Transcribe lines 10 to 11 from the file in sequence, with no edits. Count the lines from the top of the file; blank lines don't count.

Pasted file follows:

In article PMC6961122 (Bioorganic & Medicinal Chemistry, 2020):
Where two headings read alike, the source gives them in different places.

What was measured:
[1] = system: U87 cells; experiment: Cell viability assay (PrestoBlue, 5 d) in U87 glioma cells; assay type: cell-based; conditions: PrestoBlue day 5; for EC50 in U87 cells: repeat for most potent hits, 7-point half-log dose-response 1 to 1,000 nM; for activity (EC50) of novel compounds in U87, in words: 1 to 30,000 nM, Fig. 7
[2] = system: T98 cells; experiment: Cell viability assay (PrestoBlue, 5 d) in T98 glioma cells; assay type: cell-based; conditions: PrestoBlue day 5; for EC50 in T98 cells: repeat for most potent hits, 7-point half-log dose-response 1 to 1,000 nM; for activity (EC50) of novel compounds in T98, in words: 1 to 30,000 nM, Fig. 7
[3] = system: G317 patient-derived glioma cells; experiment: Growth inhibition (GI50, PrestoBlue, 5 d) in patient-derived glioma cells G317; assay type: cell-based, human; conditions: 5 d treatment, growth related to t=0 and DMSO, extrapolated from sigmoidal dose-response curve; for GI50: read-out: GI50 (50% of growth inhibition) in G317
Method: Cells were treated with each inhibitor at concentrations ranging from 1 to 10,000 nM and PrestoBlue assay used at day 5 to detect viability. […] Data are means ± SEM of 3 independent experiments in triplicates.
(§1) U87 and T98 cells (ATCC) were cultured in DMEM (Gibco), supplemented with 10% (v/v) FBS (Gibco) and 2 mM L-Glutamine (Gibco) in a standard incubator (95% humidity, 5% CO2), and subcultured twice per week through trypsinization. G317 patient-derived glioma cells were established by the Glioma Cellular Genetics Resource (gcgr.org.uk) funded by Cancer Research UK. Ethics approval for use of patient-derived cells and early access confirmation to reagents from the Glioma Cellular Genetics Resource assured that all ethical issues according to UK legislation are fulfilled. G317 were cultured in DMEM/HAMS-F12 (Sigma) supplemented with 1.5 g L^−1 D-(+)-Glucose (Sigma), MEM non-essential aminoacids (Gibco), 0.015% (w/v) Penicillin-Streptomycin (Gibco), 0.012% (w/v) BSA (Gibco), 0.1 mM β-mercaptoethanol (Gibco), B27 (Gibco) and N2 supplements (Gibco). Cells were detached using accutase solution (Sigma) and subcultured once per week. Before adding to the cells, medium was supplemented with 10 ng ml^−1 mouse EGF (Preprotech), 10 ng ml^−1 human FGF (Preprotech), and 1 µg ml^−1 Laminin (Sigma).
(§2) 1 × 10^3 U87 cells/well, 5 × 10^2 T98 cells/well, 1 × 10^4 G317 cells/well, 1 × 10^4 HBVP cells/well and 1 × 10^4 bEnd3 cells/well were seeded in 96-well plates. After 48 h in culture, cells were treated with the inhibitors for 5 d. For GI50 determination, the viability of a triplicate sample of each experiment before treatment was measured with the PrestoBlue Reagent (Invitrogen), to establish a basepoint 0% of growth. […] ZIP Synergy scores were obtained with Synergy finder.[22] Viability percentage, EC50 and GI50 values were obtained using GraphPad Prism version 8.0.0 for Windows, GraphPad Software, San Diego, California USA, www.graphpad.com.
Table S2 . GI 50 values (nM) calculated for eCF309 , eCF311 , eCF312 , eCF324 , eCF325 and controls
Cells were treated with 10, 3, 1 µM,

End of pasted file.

Table S2 . GI 50 values (nM) calculated for eCF309 , eCF311 , eCF312 , eCF324 , eCF325 and controls
Cells were treated with 10, 3, 1 µM,